John Elliot Drinkwater Bethune
John Elliot Drinkwater Bethune
John Elliot Drinkwater

(1801-07-12)July 12, 1801
DiedAugust 12, 1851(1851-08-12) (aged 50)
Years active1848–1851 (until his death)
Known forAdvocating for education of women in India during the 19th century, Founder of Bethune college
RelativesJohn Drinkwater Bethune (father)

John Elliot Drinkwater Bethune (1801–1851) was an educator, mathematician and polyglot who is known for his contributions in promoting women's education in India.[1] He was the founder of Calcutta Female School (now known as Bethune College) in Calcutta,[2] which is considered the oldest women's college in Asia.[3] He started his professional life as a lawyer in England and came to India by virtue of his appointment as a law member of the Governor General's Council of Ministers.[4] His efforts to further women's education were actively supported by Ishwar Chandra Vidyasagar and other members of the Bengali Renaissance.[5]

Early life

Bethune was born in Ealing, England, the elder son of John Drinkwater Bethune.[6] He studied in Trinity College, Cambridge after which he received employment as the Counsel of the Home Office. He drafted many important reforms in this position, including the Municipal Reform Act, the Tithe Commutation Act and the County Courts Act. In 1848, he was appointed as a member of the Supreme Council of India and subsequently became the President of the Council of Education.[4]

Finding the Bethune College

Supported by Dakshinaranjan Mukherjee, Ramgopal Ghosh, Iswar Chandra Vidyasagar, and Madan Mohan Tarkalankar, Bethune founded the Calcutta Female School in 1849.[7] The school started in Mukherjee's home in Baitakkhana (now known as Bowbazar), with 21 girls enrolled.[4]: 11–12 

The following year, enrollment rose to 80.[8] In November, on a plot on the west side of Cornwallis Square, the cornerstone for a permanent school building was laid. The name "Hindu Female School" was inscribed on the copper-plate placed in the stone and on the ceremonial silver trowel made for the occasion.[4]: 15–16  Support for the school however waned after Bethune's death in August 1851.[8] The government took it over in 1856, renaming it Bethune School after its founder in 1862–63.[9] In 1879, it was developed into Bethune College, the first women's college in India.[10]

Death and burial

John Elliot Bethune died in Calcutta, West Bengal, India, in 1851. He was buried in Lower Circular Road Cemetery.[11]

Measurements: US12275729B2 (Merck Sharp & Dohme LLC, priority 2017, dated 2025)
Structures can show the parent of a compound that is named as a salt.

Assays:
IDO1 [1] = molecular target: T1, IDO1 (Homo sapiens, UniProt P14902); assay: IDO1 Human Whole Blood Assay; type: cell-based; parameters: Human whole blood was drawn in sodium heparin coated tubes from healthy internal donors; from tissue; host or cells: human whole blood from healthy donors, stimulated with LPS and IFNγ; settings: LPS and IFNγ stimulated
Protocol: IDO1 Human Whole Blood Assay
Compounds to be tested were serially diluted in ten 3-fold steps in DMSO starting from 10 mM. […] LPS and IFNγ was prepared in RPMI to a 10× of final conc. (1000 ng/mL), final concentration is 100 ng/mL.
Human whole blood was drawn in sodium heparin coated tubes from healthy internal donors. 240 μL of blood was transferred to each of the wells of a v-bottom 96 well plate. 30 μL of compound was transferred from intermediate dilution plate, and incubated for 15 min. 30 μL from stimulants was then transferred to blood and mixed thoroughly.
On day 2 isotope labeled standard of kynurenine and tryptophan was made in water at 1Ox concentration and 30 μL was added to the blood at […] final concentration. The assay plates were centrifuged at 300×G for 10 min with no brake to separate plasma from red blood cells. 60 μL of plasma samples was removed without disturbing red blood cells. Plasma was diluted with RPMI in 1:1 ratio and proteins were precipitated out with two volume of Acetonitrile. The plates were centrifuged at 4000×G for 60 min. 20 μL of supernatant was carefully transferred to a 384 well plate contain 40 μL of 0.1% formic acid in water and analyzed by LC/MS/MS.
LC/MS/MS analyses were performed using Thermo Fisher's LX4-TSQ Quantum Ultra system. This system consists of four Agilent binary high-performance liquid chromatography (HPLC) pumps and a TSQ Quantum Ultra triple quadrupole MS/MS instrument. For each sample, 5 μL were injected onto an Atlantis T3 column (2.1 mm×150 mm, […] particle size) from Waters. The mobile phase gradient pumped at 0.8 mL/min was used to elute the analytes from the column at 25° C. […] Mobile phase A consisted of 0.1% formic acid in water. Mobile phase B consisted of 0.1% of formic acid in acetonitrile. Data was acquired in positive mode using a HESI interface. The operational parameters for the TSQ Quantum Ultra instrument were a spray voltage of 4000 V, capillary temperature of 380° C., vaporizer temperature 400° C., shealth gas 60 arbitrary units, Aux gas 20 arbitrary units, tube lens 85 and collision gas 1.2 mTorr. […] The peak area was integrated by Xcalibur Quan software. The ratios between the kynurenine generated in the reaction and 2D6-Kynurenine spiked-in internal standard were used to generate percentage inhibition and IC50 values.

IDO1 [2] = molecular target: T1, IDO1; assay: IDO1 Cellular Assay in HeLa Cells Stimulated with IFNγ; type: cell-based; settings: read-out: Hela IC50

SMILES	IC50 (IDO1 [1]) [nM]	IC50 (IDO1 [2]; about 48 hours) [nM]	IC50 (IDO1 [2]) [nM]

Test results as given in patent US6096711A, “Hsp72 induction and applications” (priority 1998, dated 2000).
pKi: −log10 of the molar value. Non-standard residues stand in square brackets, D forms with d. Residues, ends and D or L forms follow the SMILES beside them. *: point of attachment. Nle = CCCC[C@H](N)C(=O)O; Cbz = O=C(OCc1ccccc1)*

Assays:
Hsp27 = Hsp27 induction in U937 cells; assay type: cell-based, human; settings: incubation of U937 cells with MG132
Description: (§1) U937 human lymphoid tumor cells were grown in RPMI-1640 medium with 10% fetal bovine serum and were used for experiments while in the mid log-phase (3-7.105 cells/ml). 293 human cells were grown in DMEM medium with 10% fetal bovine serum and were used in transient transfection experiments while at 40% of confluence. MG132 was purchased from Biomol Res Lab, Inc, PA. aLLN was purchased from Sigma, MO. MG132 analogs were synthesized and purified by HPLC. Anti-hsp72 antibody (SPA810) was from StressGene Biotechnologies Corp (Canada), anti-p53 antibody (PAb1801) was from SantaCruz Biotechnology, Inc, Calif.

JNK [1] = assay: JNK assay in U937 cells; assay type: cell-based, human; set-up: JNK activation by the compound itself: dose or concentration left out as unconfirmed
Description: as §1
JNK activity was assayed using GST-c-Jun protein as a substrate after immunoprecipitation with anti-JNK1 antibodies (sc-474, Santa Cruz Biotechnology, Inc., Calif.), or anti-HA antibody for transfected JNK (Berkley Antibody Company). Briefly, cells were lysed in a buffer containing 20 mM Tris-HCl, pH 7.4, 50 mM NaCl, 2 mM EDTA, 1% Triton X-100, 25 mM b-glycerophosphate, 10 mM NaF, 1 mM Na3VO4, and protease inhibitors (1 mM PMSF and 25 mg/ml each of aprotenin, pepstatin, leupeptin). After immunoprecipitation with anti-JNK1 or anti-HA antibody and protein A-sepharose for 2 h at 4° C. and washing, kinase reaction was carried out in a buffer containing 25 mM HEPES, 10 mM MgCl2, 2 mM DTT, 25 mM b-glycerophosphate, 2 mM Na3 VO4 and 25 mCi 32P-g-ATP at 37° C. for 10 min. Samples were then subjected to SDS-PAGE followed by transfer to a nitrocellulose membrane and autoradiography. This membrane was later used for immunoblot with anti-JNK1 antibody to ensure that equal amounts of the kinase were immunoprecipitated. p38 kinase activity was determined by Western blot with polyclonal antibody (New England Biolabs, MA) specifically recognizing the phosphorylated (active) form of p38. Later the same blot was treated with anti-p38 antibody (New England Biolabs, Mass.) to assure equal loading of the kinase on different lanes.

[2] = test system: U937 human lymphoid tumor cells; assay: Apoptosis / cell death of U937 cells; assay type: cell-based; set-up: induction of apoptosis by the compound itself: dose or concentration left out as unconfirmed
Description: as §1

1. ^ Chakrabarti, Kunal; Chakrabarti, Shubhra (2013-08-22). Historical Dictionary of the Bengalis. Scarecrow Press. p. 96. ISBN 9780810880245.
  2. ^ Hutchinson, John (2003). A Catalogue of Notable Middle Templars: With Brief Biographical Notices. The Lawbook Exchange, Ltd. ISBN 9781584773238.
  3. ^ LBR, Team (2018-05-05). Limca Book of Records: India at Her Best. Hachette India. p. 161. ISBN 9789351952404.
  4. ^ a b c d Bagal, Jogesh Chandra (1949). "History of the Bethune School & College (1849–1949)". In Nag, Kalidas; Ghose, Lotika (eds.). Bethune School & College Centenary Volume, 1849–1949. Bethune College. pp. 11–12.
  5. ^ Riddick, John F. (2006). The History of British India: A Chronology. Greenwood Publishing Group. ISBN 9780313322808.
  6. ^ Annual Register. 1852. p. 319.
  7. ^ Chaudhuri, Sukanta (1995). Calcutta: The Living City. Oxford University Press. p. 87. ISBN 9780195636963.
  8. ^ a b Forbes, Geraldine; Forbes, Geraldine Hancock (1999). Women in Modern India. Vol. 4. Cambridge University Press. p. 39. ISBN 978-0-521-65377-0.
  9. ^ Acharya, Poromesh (1990). "Education in Old Calcutta". In Chaudhuri, Sukanta (ed.). Calcutta: The Living City. Vol. I: The Past. Oxford University Press. p. 87. ISBN 978-0-19-563696-3.
  10. ^ Bose, Anima (1978). Higher Education in India in the 19th Century: The American Involvement, 1883-1893. Punthi Pustak. p. 249.
  11. ^ Find A Grave, database and images (accessed 19 March 2020), memorial page for John Elliot Drinkwater Bethune (1801–12 Aug 1851), Find A Grave Memorial no. 105604985, citing Lower Circular Road Cemetery, Calcutta, West Bengal, India; Maintained by Chris Nelson (contributor 46617359)

Further reading